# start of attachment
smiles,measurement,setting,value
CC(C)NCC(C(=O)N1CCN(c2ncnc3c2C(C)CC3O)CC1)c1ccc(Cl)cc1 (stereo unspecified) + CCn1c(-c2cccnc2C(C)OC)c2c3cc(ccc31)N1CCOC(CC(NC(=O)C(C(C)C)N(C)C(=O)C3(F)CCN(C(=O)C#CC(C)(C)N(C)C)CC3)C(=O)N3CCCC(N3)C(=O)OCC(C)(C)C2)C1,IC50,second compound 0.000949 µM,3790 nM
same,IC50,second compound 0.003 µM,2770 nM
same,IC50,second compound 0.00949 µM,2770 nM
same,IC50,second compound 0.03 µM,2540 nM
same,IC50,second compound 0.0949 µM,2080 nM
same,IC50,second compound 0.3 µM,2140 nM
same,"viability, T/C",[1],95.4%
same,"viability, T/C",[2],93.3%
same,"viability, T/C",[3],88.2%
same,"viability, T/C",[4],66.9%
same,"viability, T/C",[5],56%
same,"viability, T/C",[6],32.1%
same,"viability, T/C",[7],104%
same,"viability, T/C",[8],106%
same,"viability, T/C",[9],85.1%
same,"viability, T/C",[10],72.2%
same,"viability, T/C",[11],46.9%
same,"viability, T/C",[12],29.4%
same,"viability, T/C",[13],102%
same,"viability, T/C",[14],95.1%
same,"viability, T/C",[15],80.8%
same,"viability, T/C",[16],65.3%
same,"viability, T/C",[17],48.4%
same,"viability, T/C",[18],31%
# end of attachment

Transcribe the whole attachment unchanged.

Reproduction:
smiles,measurement,setting,value
CC(C)NCC(C(=O)N1CCN(c2ncnc3c2C(C)CC3O)CC1)c1ccc(Cl)cc1 (stereo unspecified) + CCn1c(-c2cccnc2C(C)OC)c2c3cc(ccc31)N1CCOC(CC(NC(=O)C(C(C)C)N(C)C(=O)C3(F)CCN(C(=O)C#CC(C)(C)N(C)C)CC3)C(=O)N3CCCC(N3)C(=O)OCC(C)(C)C2)C1,IC50,second compound 0.000949 µM,3790 nM
same,IC50,second compound 0.003 µM,2770 nM
same,IC50,second compound 0.00949 µM,2770 nM
same,IC50,second compound 0.03 µM,2540 nM
same,IC50,second compound 0.0949 µM,2080 nM
same,IC50,second compound 0.3 µM,2140 nM
same,"viability, T/C",[1],95.4%
same,"viability, T/C",[2],93.3%
same,"viability, T/C",[3],88.2%
same,"viability, T/C",[4],66.9%
same,"viability, T/C",[5],56%
same,"viability, T/C",[6],32.1%
same,"viability, T/C",[7],104%
same,"viability, T/C",[8],106%
same,"viability, T/C",[9],85.1%
same,"viability, T/C",[10],72.2%
same,"viability, T/C",[11],46.9%
same,"viability, T/C",[12],29.4%
same,"viability, T/C",[13],102%
same,"viability, T/C",[14],95.1%
same,"viability, T/C",[15],80.8%
same,"viability, T/C",[16],65.3%
same,"viability, T/C",[17],48.4%
same,"viability, T/C",[18],31%